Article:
“She was so beautiful, and I dreamed of looking like her one day,” Fisher wrote in her memoir. “I think it was when I was ten that I realized with profound certainty that I would not be, and was in no way now, the beauty that my mother was. I was a clumsy-looking and intensely awkward, insecure girl. I decided then that I’d better develop something else — if I wasn’t going to be pretty, maybe I could be funny or smart.”

It wasn’t only the considerable shadow of her mother that Fisher recoiled from. It was, she often said, being forced to share her with the wider public. (A documentary on their relationship is to air in the new year on HBO.)

“It took like 30 years for Carrie to be really happy with me,” Reynolds told People magazine in 1988. “I don’t know what the problem ever was. I’ve had to work at it. I’ve always been a good mother, but I’ve always been in show business, and I’ve been on stage and I don’t bake cookies and I don’t stay home.”

Reynolds performed frequently while raising two children. That created some distance for Fisher, who recalled phone calls from her mom beginning, “Hello, dear, this is your mother, Debbie.” The child-of-a-star peculiarities were sometimes surreal. Reynolds, for example, had Cary Grant give Fisher a “don’t do drugs” speech when she began developing a taste for them as a teenager. Later, in “Postcards from the Edge”, Fisher depicted the mother as the center of attention even at her daughter’s homecoming from rehab.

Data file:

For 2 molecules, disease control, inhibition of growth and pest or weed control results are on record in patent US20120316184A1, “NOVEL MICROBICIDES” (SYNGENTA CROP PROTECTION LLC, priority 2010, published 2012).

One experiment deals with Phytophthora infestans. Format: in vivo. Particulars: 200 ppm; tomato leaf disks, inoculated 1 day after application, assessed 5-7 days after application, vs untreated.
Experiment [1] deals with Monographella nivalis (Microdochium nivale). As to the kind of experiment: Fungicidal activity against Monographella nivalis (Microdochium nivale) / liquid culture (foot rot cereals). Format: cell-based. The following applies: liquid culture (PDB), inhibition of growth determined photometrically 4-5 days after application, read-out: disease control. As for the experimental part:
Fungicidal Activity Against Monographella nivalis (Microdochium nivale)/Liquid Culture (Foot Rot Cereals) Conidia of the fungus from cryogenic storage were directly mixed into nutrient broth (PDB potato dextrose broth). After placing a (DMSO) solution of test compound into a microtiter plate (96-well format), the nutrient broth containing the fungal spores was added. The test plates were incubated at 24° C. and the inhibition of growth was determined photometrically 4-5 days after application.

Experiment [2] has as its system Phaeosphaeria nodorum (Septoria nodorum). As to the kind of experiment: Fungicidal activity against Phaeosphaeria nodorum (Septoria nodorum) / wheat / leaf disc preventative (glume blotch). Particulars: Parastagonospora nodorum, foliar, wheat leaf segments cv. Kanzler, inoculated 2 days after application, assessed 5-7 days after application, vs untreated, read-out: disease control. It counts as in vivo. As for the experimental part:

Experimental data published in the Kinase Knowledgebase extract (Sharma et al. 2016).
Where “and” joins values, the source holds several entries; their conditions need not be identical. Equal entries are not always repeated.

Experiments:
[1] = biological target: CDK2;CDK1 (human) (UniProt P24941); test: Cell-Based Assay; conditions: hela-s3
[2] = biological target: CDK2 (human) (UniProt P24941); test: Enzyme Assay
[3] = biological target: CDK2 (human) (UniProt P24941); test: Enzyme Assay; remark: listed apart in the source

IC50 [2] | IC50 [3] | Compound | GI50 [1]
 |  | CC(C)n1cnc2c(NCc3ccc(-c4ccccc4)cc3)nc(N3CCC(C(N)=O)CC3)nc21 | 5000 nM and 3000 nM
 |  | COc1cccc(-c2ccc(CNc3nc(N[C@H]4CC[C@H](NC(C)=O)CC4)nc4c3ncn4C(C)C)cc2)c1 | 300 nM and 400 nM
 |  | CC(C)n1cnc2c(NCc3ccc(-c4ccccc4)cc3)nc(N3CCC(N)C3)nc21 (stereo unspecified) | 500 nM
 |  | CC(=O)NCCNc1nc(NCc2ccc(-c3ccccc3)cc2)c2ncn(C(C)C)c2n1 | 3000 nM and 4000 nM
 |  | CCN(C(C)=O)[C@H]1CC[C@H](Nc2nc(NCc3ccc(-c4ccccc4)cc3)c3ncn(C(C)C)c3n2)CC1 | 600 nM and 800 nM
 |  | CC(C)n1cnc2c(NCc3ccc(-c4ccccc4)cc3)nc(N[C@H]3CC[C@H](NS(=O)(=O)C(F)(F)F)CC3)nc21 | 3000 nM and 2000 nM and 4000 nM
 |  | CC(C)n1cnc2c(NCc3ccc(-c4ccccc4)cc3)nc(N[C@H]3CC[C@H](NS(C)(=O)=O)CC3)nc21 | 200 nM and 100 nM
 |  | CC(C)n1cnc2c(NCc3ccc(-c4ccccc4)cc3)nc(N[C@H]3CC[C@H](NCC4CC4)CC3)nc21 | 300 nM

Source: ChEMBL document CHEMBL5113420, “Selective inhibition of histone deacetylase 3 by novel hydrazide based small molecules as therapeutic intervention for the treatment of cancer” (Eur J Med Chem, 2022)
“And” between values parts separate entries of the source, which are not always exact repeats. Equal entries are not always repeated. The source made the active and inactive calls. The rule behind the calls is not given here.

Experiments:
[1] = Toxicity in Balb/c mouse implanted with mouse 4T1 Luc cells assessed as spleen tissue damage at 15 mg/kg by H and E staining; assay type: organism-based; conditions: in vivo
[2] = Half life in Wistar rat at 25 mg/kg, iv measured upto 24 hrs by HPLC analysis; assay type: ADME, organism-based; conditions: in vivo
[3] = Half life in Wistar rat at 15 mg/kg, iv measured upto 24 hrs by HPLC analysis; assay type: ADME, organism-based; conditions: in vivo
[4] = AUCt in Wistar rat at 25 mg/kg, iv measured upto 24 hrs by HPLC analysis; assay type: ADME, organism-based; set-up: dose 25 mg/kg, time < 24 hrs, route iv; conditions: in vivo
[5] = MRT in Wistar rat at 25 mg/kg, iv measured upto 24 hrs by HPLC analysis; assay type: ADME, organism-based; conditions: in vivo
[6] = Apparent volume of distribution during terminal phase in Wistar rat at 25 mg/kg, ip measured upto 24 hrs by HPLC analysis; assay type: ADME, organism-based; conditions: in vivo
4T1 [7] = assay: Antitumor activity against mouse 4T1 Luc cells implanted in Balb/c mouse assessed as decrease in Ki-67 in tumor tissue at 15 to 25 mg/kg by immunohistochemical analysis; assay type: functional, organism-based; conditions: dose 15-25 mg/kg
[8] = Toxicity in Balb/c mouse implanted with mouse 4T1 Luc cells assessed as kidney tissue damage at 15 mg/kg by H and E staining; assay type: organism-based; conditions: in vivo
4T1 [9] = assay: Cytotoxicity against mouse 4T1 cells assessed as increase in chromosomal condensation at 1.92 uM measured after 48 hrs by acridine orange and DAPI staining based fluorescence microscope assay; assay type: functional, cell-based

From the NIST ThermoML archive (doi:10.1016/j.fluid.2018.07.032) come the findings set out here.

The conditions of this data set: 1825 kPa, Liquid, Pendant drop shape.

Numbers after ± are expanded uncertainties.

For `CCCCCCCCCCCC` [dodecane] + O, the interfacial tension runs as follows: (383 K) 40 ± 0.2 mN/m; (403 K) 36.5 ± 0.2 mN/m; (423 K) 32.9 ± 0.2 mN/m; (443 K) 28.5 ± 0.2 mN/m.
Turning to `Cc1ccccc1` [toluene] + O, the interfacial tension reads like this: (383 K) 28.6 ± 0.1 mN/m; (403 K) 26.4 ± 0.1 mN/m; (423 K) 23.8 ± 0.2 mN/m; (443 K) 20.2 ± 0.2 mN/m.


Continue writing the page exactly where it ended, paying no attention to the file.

“There have been a few times when I thought I was going to lose Carrie,” Reynolds told Winfrey. “I’ve had to walk through a lot of my tears. But she’s worth it.” She added: “Carrie and I have finally found happiness. I always feel as a mother does, that I protect her.”

Fame, of course, eventually found Fisher, too. Reynolds sometimes called herself “Princess Leia’s mother”. Navigating celebrity, disappointing men and depression, the two increasingly found common ground. Before Fisher became an outspoken advocate for mental health issues, Reynolds co-founded a group that has raised millions for mental health. “And four and a half million of that money is allocated just for me,” joked Fisher, introducing her mother at the 2015 Screen Actors Guild Awards.

“She’s an immensely powerful woman, and I just admire my mother very much,” Fisher told NPR’s Fresh Air last month. “There’s very few women from her generation who worked like that, who just kept a career going all her life, and raised children, and had horrible relationships, and lost all her money, and got it back again. I mean, she’s had an amazing life, and she’s someone to admire.”

Their relationship, in all its complexity and candor, grew to be truer than the celebrity that surrounded it. Fisher may have been unattended at birth, but she was joined in death.


NEW YORK: The deaths of actress and writer Carrie Fisher and her Hollywood legend mother, Debbie Reynolds, on successive days this week lend a special poignancy to an upcoming HBO film about their relationship.